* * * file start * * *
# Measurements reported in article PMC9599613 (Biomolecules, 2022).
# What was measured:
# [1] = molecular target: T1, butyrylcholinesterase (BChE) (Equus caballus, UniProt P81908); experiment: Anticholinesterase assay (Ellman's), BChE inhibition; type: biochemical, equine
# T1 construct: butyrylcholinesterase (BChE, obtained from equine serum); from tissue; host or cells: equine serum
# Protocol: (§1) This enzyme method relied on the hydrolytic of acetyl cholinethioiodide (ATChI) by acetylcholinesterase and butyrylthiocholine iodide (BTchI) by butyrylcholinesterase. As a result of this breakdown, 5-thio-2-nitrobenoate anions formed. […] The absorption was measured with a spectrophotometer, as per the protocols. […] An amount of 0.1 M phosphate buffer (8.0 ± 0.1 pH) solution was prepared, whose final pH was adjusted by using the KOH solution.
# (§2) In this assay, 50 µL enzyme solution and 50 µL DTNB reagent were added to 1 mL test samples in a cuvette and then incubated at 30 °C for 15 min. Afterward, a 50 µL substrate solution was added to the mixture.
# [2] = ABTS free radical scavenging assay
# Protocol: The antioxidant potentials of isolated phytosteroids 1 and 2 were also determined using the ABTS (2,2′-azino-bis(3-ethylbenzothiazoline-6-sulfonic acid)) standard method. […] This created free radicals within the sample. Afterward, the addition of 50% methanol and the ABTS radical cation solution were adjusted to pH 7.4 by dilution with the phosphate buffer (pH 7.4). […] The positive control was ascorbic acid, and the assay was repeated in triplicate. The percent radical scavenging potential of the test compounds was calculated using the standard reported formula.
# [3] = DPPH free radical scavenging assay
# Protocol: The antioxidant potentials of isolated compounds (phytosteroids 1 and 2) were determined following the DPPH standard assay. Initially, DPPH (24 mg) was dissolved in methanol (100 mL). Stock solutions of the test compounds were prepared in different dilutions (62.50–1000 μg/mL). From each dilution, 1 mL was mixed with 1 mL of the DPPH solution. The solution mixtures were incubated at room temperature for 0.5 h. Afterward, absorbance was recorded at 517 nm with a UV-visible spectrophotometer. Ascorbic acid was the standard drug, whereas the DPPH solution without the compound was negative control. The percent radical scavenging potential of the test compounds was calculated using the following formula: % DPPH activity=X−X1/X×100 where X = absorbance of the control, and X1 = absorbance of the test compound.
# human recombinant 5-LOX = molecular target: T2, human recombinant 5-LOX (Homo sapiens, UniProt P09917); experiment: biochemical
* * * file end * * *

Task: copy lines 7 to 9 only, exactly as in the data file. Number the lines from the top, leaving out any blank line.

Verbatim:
# [2] = ABTS free radical scavenging assay
# Protocol: The antioxidant potentials of isolated phytosteroids 1 and 2 were also determined using the ABTS (2,2′-azino-bis(3-ethylbenzothiazoline-6-sulfonic acid)) standard method. […] This created free radicals within the sample. Afterward, the addition of 50% methanol and the ABTS radical cation solution were adjusted to pH 7.4 by dilution with the phosphate buffer (pH 7.4). […] The positive control was ascorbic acid, and the assay was repeated in triplicate. The percent radical scavenging potential of the test compounds was calculated using the standard reported formula.
# [3] = DPPH free radical scavenging assay